The Sciences, back in the early 1900’s were exciting. SESA (La Société des Etudes Scientifiques de l’Aude) was determined to be modern : it broke away from its conservative parent, la Société des Arts et des Sciences de Carcassonne (1836 > ), was open to all classes of people, and encouraged women to join. Its weekend excursions to nearby sites with groups of botanists and amateur archaeologists were immediately popular.
Venturing into Les Hautes Corbières was a different matter. There would be no M. le Maire to welcome them off the charabanc, with adequate hostelleries and a grand repas with abundant wine and speeches and toasts to round off the weekend. Germain Sicard’s invitation had come from Mme Landriq, institutrice à Camps-sur-l’Agly, a tiny village off the road near Les Gorges de Galamus. I have friends who have lived here for most of their lives – and they don’t know where Camps is.
Sicard’s description is unsparing: ‘Camps est un pauvre village de 157 habitants, il en a eu 250. On voit dans son enceinte de nombreuses ruines. C’est un endroit isolé, sans communications d’aucune sorte, sauf par la poste et le téléphone ; il est dépourvu de toutes ressources, les habitants le quittent peu à peu, les sangliers prennent possession de ces pays abandonnés’.
But Mme Landriq was an active correspondent to both SESA and to la Société Préhistorique de France (SPF) in Paris – and she had found some dolmens. And that was enough to fire the curiosity of the elderly Germain Sicard (twice President of SESA) and his great friend Antoine Fages (treasurer of SESA, and one of the first to discover the dinosaur bones at Couiza) who set off at 3 pm from Carcassonne station, on Monday 17th April 1922.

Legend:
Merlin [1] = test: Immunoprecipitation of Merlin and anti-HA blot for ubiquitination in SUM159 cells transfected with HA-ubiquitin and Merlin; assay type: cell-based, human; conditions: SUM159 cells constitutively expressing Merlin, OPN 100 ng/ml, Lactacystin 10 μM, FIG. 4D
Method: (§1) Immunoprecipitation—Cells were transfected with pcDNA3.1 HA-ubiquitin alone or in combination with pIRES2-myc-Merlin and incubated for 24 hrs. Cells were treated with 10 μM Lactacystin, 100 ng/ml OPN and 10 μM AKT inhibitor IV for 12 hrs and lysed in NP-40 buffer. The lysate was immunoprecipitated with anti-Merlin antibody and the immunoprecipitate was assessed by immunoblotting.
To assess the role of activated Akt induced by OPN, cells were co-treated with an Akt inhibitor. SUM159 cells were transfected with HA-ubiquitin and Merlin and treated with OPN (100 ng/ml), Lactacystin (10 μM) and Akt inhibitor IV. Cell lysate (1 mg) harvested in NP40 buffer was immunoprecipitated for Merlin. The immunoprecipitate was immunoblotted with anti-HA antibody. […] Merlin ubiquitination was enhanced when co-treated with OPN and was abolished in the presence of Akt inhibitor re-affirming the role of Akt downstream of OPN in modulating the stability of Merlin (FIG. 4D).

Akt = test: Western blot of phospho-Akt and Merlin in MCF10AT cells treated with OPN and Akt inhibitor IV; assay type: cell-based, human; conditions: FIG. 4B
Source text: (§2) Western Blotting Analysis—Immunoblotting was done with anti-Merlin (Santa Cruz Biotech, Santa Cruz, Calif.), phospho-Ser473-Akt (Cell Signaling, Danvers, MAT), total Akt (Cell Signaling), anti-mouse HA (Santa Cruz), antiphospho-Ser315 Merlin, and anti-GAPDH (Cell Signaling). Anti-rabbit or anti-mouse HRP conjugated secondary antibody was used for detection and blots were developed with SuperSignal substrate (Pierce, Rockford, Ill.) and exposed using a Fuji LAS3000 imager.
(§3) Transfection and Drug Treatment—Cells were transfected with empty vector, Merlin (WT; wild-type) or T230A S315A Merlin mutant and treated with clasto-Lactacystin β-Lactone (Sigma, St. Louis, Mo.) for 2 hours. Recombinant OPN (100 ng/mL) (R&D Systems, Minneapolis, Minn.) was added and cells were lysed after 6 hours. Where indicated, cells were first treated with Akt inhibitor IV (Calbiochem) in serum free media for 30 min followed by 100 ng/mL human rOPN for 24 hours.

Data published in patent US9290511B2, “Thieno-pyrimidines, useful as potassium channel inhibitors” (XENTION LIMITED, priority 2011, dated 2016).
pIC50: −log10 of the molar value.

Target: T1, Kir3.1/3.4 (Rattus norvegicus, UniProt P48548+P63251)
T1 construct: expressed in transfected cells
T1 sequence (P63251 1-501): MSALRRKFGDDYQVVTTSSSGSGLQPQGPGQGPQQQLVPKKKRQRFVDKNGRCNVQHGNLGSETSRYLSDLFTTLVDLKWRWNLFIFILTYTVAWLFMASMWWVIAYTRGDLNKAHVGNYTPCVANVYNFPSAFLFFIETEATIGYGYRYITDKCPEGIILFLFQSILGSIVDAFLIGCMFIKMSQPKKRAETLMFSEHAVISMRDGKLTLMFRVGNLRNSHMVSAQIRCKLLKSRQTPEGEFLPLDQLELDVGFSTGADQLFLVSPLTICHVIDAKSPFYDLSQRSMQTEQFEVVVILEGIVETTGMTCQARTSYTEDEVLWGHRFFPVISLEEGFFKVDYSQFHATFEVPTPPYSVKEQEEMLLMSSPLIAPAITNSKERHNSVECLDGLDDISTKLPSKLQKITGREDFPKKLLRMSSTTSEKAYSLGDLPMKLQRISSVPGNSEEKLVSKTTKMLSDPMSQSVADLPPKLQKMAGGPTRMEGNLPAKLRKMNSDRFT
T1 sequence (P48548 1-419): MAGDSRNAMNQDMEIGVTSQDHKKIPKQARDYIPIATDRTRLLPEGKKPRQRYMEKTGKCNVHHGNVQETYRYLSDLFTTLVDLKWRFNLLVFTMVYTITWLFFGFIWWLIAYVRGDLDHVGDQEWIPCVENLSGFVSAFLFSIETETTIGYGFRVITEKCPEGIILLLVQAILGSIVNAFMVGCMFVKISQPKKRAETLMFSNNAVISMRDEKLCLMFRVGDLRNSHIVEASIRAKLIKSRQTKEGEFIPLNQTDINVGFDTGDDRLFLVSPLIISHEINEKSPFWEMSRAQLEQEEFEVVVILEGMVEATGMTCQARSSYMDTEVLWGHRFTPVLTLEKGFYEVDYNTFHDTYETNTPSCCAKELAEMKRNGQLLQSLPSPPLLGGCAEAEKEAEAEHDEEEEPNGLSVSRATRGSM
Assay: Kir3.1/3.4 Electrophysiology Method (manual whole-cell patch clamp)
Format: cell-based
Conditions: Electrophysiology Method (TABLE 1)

The excursion was ill-fated: the weather was against them from the start. But Sicard’s account is wryly understated and uncomplaining. I suspect that he had read Jerome K. Jerome’ s ‘Trois Hommes dans un Bateau (sans parler du chien)’. It was published in 1889, the year he helped found the new ‘Société Savante’. He was 38 – about the same age as Jerome himself, and George and Harris. Incidentally – the dog, Montmorency, is entirely fictional but, as Jerome admits, ‘developed out of that area of inner consciousness which, in all Englishmen, contains an element of the dog.’
As Wikipédia puts it (much more succinctly than the English version): Le livre est parsemé d’anecdotes comiques, mais aussi de réflexions philosophiques sur l’existence, les illusions que nous entretenons volontiers sur le monde et sur nous-mêmes, et la nécessité de ne « pas trop charger de luxe la barque de sa vie.
“Let your boat of life be light, packed with only what you need – a homely home and simple pleasures, one or two friends, worth the name, someone to love and someone to love you, a cat, a dog, and a pipe or two, enough to eat and enough to wear, and a little more than enough to drink; for thirst is a dangerous thing.”
As you will discover, in this the first of Sicard’s adventures into the deep south of his département – these words could well have been his touch-stones. A thumb-rule for a life well-lived.